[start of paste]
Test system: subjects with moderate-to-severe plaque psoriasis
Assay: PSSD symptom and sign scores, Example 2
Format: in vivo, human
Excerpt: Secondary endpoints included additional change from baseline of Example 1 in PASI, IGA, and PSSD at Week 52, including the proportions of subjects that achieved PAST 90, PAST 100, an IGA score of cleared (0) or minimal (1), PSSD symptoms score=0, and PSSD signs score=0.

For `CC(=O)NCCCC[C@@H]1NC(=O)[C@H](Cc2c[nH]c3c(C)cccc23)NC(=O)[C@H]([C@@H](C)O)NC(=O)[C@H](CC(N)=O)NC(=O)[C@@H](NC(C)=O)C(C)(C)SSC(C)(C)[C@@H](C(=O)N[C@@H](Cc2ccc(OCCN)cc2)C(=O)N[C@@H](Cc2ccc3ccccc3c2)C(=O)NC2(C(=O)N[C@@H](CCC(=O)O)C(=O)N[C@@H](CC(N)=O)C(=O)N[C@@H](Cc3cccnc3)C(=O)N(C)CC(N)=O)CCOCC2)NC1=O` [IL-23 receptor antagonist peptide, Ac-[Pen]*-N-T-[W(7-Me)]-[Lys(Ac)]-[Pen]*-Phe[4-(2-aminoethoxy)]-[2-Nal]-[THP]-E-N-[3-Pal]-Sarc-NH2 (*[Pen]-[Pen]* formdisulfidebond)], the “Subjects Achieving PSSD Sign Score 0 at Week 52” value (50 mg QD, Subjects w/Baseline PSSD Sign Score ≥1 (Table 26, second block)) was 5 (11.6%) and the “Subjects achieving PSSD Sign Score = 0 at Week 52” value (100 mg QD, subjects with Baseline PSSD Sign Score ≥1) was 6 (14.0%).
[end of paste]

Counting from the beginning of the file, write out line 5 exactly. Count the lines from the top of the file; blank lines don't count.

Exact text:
For `CC(=O)NCCCC[C@@H]1NC(=O)[C@H](Cc2c[nH]c3c(C)cccc23)NC(=O)[C@H]([C@@H](C)O)NC(=O)[C@H](CC(N)=O)NC(=O)[C@@H](NC(C)=O)C(C)(C)SSC(C)(C)[C@@H](C(=O)N[C@@H](Cc2ccc(OCCN)cc2)C(=O)N[C@@H](Cc2ccc3ccccc3c2)C(=O)NC2(C(=O)N[C@@H](CCC(=O)O)C(=O)N[C@@H](CC(N)=O)C(=O)N[C@@H](Cc3cccnc3)C(=O)N(C)CC(N)=O)CCOCC2)NC1=O` [IL-23 receptor antagonist peptide, Ac-[Pen]*-N-T-[W(7-Me)]-[Lys(Ac)]-[Pen]*-Phe[4-(2-aminoethoxy)]-[2-Nal]-[THP]-E-N-[3-Pal]-Sarc-NH2 (*[Pen]-[Pen]* formdisulfidebond)], the “Subjects Achieving PSSD Sign Score 0 at Week 52” value (50 mg QD, Subjects w/Baseline PSSD Sign Score ≥1 (Table 26, second block)) was 5 (11.6%) and the “Subjects achieving PSSD Sign Score = 0 at Week 52” value (100 mg QD, subjects with Baseline PSSD Sign Score ≥1) was 6 (14.0%).